This is what players call a "hat and T-shirt game." Winner gets to play for hardware.
I'm finding it quite challenging to put the words "Jets" and "Super Bowl" in the same sentence. But that's what's at stake at Lucas Oil Stadium. We've already this week addressed the aftermath of the dramatic win in San Diego. We've reviewed the Vegas line, win probability and key stats. And we've even taken on the key antagonist in the Jets' "us vs. the world" mentality that's served them so well since Christmas.
Let's begin an extensive analysis of this championship game with Peyton Manning and the Colts' offense versus the Jets' "Global Swarming" defense.
When the Colts have the ball: A big subplot this week is that Manning has an advantage because he's seen the Jets in Week 16 and then played Jets-lite (i.e. the Ravens) last week. But why isn't that an advantage for the Jets? They have tape on what Manning wants to do against certain looks and can now force him to do something else, presumably less desirable. Isn't this like in basketball where the team sees what the offense wants to do and then calls the timeout to force them to change that?
Indy has a very simple offense that employs a three-wide look to foil 3-4 defenses. The three wide receivers force a safety to cover a slot receiver, creating a mismatch. I believe the Jets should should switch to a 2-4-5 defense, especially with Shaun Ellis battling a broken hand and thus playing with a cumbersome cast. Generally, a team will run you silly if you try that, but the Colts' running game stinks (30th in rushing yards per play).
The other reasons 3-4 teams stubbornly stick with this formation (and remember, you can't change it on passing downs because the Colts don't huddle) is that they don't want to take pass rushers off the field. But the Jets blitz with the small guys anyway. Give the Colts that amoeba look the Jets showed often last week in San Diego -- nine or 10 guys standing at the snap and walking around, refusing to declare their intention (who is rushing and who is dropping). Manning will be ready for this -- he's ready for everything -- but this seems the most direct path to defensive success.
The other issue is how the Jets should employ Darrelle Revis, the only corner in the league subject to this sort of debate. Essentially, do you want to shut down one guy totally, say, Reggie Wayne, or shut down a different guy on every play? I don't know the answer, but I suspect against a guy like Manning, it's of marginal significance. Personally, I'd dare Manning to beat me first with his running game and then with his inexperienced receivers.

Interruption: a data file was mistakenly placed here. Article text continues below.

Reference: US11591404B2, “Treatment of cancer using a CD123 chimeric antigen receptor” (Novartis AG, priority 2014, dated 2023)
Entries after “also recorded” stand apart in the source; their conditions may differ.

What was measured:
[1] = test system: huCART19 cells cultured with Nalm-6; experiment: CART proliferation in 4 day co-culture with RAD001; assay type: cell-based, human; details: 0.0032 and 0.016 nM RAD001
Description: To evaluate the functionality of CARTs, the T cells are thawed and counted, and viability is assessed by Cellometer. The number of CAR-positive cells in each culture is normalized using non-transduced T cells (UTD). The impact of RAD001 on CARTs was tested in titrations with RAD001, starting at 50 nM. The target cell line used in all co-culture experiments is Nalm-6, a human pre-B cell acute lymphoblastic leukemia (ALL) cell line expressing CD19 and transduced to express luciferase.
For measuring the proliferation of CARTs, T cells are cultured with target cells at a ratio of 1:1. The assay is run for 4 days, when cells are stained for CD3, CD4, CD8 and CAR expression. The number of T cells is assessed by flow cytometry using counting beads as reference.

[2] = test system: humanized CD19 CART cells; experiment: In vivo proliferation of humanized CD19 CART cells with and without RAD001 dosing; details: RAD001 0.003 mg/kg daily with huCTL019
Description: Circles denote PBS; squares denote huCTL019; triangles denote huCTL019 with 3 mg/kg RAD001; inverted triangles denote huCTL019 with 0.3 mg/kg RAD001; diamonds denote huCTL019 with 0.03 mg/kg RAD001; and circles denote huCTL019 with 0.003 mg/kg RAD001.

When the Jets have the ball: The conventional wisdom also says that the Colts just faced a Jets-like offense and smothered it. But New York has better receivers than the Ravens, a better offensive line and a runner who combines power and explosion in Shonn Greene. New York also has a healthy and mobile quarterback in Mark Sanchez; Joe Flacco has been hobbled by a bad hip for weeks.
This Colts' defense is significantly different than what we've grown accustomed to under Tony Dungy. First-year coordinator Larry Coyer has Indy blitzing frequently. Against Baltimore, the Ravens were essentially shut out after driving 87 yards for a field goal on the opening drive.
Are the Colts' unimpressive defensive rankings unduly influenced by those two late games where they rested starters (even though they only rested the starters for about 4 1/2 quarters)? I went back to my defensive rankings from mid-December and found this Colts unit to be average- to-below average in yards per rush (15th), red-zone possessions (19th), third-down percentage (30th) and sack percentage (19th). This is an average unit. Ignore the hype about their great team speed. All NFL defenses are fast.
Prediction time: Sanchez is going to have to make three or four big plays. The running game is going to have to pop one or two big runs. And the defense or special teams is going to need to generate a score or put the offense in easy scoring range at least once. That's five to seven big plays to match the half-dozen or so you know Peyton Manning is going to make, sooner or later.
I think the Sanchez part of his victory equation is going to come up short. I was shocked to see that the Jets finished with only seven fewer passes of 25 or more yards than the Colts, on far fewer attempts. But taking the chance on big plays means taking risks, and the Jets are not going to do that unless they have to -- by which point it will be too late. They're most likely to come up a play or two short. Perhaps Manning is very subpar, which he has been at times in the postseason -- 8-8 career, 24 touchdowns, 18 picks, 85.2 quarterback rating. But he hasn't had bad games since 2007 against, of course, a Rex Ryan defense (39.6 quarterback rating in a win against Baltimore in that Indy Super Bowl year). Colts 20, Jets 17.